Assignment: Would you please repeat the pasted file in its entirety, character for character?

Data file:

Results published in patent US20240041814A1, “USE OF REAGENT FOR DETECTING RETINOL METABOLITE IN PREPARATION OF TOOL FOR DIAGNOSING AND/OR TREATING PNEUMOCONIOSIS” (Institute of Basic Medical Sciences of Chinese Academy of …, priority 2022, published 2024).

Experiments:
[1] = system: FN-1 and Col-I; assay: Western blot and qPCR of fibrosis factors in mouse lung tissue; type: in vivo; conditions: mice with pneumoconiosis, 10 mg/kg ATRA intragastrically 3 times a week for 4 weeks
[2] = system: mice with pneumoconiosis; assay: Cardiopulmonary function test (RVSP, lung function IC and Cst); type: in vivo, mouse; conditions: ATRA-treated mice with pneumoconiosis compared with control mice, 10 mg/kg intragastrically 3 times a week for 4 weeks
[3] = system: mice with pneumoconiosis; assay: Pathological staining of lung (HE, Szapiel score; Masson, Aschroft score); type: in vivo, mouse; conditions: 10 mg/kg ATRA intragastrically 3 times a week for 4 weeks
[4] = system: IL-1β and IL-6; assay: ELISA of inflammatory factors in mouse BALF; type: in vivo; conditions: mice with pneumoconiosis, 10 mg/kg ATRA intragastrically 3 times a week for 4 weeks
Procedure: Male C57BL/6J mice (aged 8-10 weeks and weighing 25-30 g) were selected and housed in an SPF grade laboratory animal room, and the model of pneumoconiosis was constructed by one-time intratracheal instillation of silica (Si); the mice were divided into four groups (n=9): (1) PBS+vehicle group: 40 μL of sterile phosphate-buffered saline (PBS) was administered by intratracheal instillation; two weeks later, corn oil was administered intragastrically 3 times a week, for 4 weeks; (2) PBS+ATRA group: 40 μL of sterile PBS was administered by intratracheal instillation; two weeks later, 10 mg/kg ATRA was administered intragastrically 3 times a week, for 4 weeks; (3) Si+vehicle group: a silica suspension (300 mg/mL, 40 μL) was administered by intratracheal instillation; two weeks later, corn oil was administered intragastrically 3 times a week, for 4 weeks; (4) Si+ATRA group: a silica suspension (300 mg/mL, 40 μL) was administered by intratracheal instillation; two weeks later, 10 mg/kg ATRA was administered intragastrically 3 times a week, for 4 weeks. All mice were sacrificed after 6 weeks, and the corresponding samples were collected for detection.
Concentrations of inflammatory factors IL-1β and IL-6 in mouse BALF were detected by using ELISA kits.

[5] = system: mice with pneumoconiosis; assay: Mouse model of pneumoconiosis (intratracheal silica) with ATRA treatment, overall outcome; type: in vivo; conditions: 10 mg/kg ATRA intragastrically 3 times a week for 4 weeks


Results published in patent US20240041814A1, “USE OF REAGENT FOR DETECTING RETINOL METABOLITE IN PREPARATION OF TOOL FOR DIAGNOSING AND/OR TREATING PNEUMOCONIOSIS” (Institute of Basic Medical Sciences of Chinese Academy of …, priority 2022, published 2024).

Experiments:
[1] = system: FN-1 and Col-I; assay: Western blot and qPCR of fibrosis factors in mouse lung tissue; type: in vivo; conditions: mice with pneumoconiosis, 10 mg/kg ATRA intragastrically 3 times a week for 4 weeks
[2] = system: mice with pneumoconiosis; assay: Cardiopulmonary function test (RVSP, lung function IC and Cst); type: in vivo, mouse; conditions: ATRA-treated mice with pneumoconiosis compared with control mice, 10 mg/kg intragastrically 3 times a week for 4 weeks
[3] = system: mice with pneumoconiosis; assay: Pathological staining of lung (HE, Szapiel score; Masson, Aschroft score); type: in vivo, mouse; conditions: 10 mg/kg ATRA intragastrically 3 times a week for 4 weeks
[4] = system: IL-1β and IL-6; assay: ELISA of inflammatory factors in mouse BALF; type: in vivo; conditions: mice with pneumoconiosis, 10 mg/kg ATRA intragastrically 3 times a week for 4 weeks
Procedure: Male C57BL/6J mice (aged 8-10 weeks and weighing 25-30 g) were selected and housed in an SPF grade laboratory animal room, and the model of pneumoconiosis was constructed by one-time intratracheal instillation of silica (Si); the mice were divided into four groups (n=9): (1) PBS+vehicle group: 40 μL of sterile phosphate-buffered saline (PBS) was administered by intratracheal instillation; two weeks later, corn oil was administered intragastrically 3 times a week, for 4 weeks; (2) PBS+ATRA group: 40 μL of sterile PBS was administered by intratracheal instillation; two weeks later, 10 mg/kg ATRA was administered intragastrically 3 times a week, for 4 weeks; (3) Si+vehicle group: a silica suspension (300 mg/mL, 40 μL) was administered by intratracheal instillation; two weeks later, corn oil was administered intragastrically 3 times a week, for 4 weeks; (4) Si+ATRA group: a silica suspension (300 mg/mL, 40 μL) was administered by intratracheal instillation; two weeks later, 10 mg/kg ATRA was administered intragastrically 3 times a week, for 4 weeks. All mice were sacrificed after 6 weeks, and the corresponding samples were collected for detection.
Concentrations of inflammatory factors IL-1β and IL-6 in mouse BALF were detected by using ELISA kits.

[5] = system: mice with pneumoconiosis; assay: Mouse model of pneumoconiosis (intratracheal silica) with ATRA treatment, overall outcome; type: in vivo; conditions: 10 mg/kg ATRA intragastrically 3 times a week for 4 weeks